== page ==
If there’s something in his writing, it is passion. He’s willing to focus his finances to get exactly what he wants in life. There’s definitely a few lessons I can learn from him.
I wonder what was first?
Sometimes I meet people who are so financially savvy and responsible that they inspire me. I recently met a co-worker whose story can be an inspiration to anyone struggling with the burden of student loan debt. This woman is in her early twenties and graduated from college with $15,000 worth of student loan debt. She wants to go onto graduate school, but doesn’t want her undergrad loans to continue to accrue interest while she pursues another degree. So she has chosen to put off going to graduate school until she has entirely repaid her undergraduate loans. She wants to get back to school as soon as possible, so she’s made debt repayment her urgent priority. Here’s what she’s doing to ensure she’ll be back in a lecture hall in three years or less:
- She started repaying her loans as soon as she graduated, even before she had found a “real” job. She is still technically in deferment, but has already made a payment every month since graduation.
- She is working full time at her “real” job, plus she told the boss that she is willing to work overtime on any project in the office. So now she’s serving as a pinch hitter for my project team, and pulling some very late nights to earn extra money.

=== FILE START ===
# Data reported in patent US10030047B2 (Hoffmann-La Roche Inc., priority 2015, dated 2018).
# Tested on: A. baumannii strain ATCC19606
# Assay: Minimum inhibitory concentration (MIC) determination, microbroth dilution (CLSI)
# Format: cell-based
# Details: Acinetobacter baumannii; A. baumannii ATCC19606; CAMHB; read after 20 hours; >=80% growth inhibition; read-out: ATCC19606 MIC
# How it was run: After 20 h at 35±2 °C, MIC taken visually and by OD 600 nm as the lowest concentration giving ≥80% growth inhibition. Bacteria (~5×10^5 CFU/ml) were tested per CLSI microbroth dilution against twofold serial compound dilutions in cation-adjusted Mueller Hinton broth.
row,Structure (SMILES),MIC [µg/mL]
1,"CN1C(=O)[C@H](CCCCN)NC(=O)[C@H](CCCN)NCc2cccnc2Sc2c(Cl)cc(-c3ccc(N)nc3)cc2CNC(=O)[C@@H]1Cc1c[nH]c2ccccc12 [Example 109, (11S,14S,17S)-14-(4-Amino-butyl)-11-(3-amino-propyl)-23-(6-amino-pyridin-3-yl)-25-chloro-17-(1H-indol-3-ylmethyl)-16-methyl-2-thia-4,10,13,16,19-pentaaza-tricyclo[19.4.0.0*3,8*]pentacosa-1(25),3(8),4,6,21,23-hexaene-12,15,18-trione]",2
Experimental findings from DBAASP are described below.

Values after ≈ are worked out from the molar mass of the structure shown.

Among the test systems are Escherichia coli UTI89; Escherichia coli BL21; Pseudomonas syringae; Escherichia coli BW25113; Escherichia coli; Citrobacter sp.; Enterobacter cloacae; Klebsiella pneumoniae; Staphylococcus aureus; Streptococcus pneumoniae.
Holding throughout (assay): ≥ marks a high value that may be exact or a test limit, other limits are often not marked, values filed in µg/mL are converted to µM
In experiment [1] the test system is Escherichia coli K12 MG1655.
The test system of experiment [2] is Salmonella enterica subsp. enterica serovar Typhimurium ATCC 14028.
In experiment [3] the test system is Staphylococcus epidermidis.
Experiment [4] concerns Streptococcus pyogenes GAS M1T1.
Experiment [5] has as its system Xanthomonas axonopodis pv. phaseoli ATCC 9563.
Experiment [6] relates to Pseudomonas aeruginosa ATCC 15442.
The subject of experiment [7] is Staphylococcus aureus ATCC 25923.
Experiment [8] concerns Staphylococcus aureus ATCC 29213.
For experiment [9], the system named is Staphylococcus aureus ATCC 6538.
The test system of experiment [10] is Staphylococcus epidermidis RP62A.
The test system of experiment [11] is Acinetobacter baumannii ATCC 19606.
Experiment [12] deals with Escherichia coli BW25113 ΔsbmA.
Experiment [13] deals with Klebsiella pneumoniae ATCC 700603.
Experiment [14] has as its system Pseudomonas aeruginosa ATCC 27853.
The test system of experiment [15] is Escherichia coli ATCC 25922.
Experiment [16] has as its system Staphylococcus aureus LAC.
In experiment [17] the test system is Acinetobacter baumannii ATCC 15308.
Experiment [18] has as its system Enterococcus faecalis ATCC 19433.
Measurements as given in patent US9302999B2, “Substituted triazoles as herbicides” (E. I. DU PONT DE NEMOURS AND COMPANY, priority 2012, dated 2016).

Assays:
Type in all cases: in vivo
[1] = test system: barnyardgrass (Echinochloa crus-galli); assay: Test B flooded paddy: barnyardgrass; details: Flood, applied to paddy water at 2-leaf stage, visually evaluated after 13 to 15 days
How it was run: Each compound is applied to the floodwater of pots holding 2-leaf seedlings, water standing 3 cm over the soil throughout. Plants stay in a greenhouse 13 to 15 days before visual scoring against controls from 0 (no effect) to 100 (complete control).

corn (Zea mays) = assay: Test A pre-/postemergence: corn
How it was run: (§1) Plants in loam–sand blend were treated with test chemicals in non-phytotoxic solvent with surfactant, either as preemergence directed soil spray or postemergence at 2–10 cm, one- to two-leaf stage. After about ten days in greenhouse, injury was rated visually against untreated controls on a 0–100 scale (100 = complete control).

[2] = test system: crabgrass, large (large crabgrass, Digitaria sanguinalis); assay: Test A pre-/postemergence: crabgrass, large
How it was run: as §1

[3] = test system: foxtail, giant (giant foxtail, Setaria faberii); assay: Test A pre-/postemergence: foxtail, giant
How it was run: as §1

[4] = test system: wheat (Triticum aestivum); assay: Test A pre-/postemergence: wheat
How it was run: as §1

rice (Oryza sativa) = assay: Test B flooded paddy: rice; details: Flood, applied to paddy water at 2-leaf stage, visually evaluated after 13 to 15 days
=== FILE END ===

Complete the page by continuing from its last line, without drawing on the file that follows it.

- In addition to her full-time job, she also has an agreement with a local restaurant to be a part-time pinch-hitter waitress there. So on nights when she can’t get overtime at her real job, she waitresses at the restaurant.
- Every dollar she earns in overtime or at her second job goes directly toward student loan debt repayment.
When she told me her story, she seemed tired but upbeat. She knows this will only be for three years, so she feels she can struggle through. Knowing the exact date when she will be debt-free keeps her going!
Have you been inspired by a student loan repayment story?
This week one of my co-workers made a big announcement: She’s quitting her job so she and her boyfriend can move to Europe, where he has been offered a position. Before he begins work, though, they’re going to take a month to jaunt around Europe. They make around the same income as we do, and they are paying off roughly the same amount of student loan debt. So how can they afford this extravagance?
It took me a few days to piece together the answer, but I’m pretty sure I know how now: They saved their money for a very long time.
Clue #1: When He and I first moved in together, we were planning to start using a budget. I mentioned it to this co-worker and she said that she and her boyfriend stick to a very strict budget, live well below their means, and never use credit cards for anything. She also mentioned a special fund they were saving for something big.
Clue #2: As part of their move, they are getting rid of almost everything they own. She invited me to come “shopping” at her house this weekend, and I picked out a large toaster oven and a bedroom set. I tried to offer her money for them, but she wouldn’t take it (even though these items were really nice). She said they don’t need any money.
To me, that is amazing! They are about to take a month-long vacation followed by a period where they will live on one income, and they are so well prepared that they’re not worried at all. I am impressed and inspired. To be able to do something guilt-free that you have dreamed of for years, now that’s a reason to budget!